It’s often said that a private pilot’s license is a “license to learn,” and it’s true. The best pilots are always learning, and once you’ve earned your PPL, the sky’s the limit! If you’re ready to take your flying to the next level, there are many additional ratings, endorsements, and certificates you can pursue. Here are a few worth considering:
An instrument rating is the most common next step after getting a private pilot’s license. While the instrument rating is among the most challenging ratings to acquire, it’s also one of the most rewarding. Beyond the most obvious benefit of being able to fly in the clouds under Instrument Flight Rules (IFR), working toward an instrument rating is a great way to build skills that can be used in your Visual Flight Rules (VFR) flying. With practice and proficiency, the instrument rating can help you become a safer, more confident pilot.
A seaplane rating is one of the more affordable add-on ratings and one of the most fun to earn! After all, there’s nothing like the thrill of taking off and touching down on the water. Because the seaplane rating doesn’t require a written exam, it’s possible to earn a seaplane rating over a long weekend with just 8 to 12 hours of flying. And with seaplane schools in beautiful locales such as Alaska, Florida, Minnesota, and Washington, you could even combine your training with a special trip or vacation. Check out the Seaplane Pilots Association’s list of seaplane schools to explore the possibilities.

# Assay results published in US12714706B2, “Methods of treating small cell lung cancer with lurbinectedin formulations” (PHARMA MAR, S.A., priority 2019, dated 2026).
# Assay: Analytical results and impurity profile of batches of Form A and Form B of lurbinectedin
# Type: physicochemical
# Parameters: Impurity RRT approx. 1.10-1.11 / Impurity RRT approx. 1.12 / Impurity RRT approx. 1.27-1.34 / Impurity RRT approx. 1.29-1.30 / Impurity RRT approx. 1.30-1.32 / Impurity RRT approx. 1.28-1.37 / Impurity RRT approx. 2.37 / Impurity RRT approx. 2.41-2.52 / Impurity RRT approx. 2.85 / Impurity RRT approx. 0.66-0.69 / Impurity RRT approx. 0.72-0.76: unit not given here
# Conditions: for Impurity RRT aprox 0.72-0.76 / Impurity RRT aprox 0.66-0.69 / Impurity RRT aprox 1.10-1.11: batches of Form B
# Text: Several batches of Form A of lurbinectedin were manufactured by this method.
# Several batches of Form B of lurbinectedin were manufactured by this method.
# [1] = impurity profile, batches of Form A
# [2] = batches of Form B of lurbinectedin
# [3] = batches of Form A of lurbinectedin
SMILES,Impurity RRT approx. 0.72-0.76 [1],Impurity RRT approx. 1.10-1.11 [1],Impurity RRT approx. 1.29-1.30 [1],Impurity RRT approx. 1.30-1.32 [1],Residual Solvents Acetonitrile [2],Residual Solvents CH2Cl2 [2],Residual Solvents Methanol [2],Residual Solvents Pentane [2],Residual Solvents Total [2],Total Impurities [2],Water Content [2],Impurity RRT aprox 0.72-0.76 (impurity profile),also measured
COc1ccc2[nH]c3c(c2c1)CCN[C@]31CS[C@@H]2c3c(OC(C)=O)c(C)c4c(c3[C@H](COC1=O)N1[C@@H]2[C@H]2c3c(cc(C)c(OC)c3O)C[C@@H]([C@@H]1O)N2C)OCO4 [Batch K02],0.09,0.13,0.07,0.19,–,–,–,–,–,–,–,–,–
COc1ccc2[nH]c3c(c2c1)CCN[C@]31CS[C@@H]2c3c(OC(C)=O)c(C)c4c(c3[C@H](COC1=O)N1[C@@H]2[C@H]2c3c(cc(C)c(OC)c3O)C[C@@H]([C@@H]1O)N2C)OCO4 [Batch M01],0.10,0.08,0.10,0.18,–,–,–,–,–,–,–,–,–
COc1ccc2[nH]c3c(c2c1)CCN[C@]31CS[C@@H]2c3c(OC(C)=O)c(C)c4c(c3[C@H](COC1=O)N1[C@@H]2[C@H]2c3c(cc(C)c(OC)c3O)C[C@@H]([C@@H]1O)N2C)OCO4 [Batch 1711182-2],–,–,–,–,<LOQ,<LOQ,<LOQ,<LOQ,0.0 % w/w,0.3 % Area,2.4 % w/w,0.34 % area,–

In an engine-out scenario, any aircraft essentially becomes a glider. That’s why some of the best aviators have soaring experience. For example, Capt. “Sully” Sullenberger is a certified glider pilot, which no doubt aided in his successful emergency landing on the Hudson. Gaining a glider rating can also enhance your understanding of energy management, helping you maneuver safely and more efficiently in the skies. If you already have your PPL, expect to complete a minimum of 3 hours of flight time and at least 10 solo flights to add the glider rating.
Multi-engine aircraft offer a completely different flying experience with improved speed, power, and climb rate, as well as more cabin space and payload performance. Especially if you want to be a professional pilot one day, earning the multi-engine rating can open doors to exciting opportunities. Flight training includes a number of emergency engine failure exercises such as propeller feathering and minimum control airspeed (VMC) and drag demonstrations.
A tailwheel endorsement will expand your aviation horizons, providing opportunities to fly unique and exciting aircraft. Tailwheel airplanes are generally lighter and more rugged than nosewheels, making them well suited for STOL flying in backcountry environments. Flying a tailwheel aircraft demands proficient stick-and-rudder skills, especially in the takeoff and landing phases. Improving your footwork and coordination can help you become a better all-around pilot, no matter what airplane you fly. Best of all, the tailwheel endorsement doesn’t require a minimum number of flight hours, only a demonstration of proficiency, so it can be accomplished in as little as 5 to 10 hours with an instructor.